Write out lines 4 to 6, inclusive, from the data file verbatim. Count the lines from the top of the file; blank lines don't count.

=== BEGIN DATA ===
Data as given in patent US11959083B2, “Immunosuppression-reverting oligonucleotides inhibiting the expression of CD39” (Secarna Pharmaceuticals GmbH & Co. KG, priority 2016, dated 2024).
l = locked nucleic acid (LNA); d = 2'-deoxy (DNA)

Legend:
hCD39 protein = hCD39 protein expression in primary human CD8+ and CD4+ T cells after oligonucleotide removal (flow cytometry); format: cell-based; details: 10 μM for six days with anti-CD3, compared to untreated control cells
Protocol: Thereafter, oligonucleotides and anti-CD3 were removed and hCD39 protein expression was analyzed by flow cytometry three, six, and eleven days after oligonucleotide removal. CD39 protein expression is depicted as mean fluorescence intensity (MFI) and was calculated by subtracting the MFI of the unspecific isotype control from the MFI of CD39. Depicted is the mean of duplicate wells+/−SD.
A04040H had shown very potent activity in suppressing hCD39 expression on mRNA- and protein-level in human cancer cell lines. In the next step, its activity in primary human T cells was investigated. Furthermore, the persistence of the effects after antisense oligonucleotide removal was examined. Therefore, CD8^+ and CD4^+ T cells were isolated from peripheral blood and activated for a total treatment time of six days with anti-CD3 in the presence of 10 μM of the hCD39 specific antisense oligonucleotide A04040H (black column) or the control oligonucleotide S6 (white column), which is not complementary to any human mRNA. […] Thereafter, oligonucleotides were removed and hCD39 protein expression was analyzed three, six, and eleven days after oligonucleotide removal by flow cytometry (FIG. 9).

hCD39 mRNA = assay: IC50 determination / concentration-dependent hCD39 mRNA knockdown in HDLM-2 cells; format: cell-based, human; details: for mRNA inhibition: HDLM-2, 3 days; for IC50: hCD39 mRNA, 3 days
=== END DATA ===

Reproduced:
hCD39 protein = hCD39 protein expression in primary human CD8+ and CD4+ T cells after oligonucleotide removal (flow cytometry); format: cell-based; details: 10 μM for six days with anti-CD3, compared to untreated control cells
Protocol: Thereafter, oligonucleotides and anti-CD3 were removed and hCD39 protein expression was analyzed by flow cytometry three, six, and eleven days after oligonucleotide removal. CD39 protein expression is depicted as mean fluorescence intensity (MFI) and was calculated by subtracting the MFI of the unspecific isotype control from the MFI of CD39. Depicted is the mean of duplicate wells+/−SD.
A04040H had shown very potent activity in suppressing hCD39 expression on mRNA- and protein-level in human cancer cell lines. In the next step, its activity in primary human T cells was investigated. Furthermore, the persistence of the effects after antisense oligonucleotide removal was examined. Therefore, CD8^+ and CD4^+ T cells were isolated from peripheral blood and activated for a total treatment time of six days with anti-CD3 in the presence of 10 μM of the hCD39 specific antisense oligonucleotide A04040H (black column) or the control oligonucleotide S6 (white column), which is not complementary to any human mRNA. […] Thereafter, oligonucleotides were removed and hCD39 protein expression was analyzed three, six, and eleven days after oligonucleotide removal by flow cytometry (FIG. 9).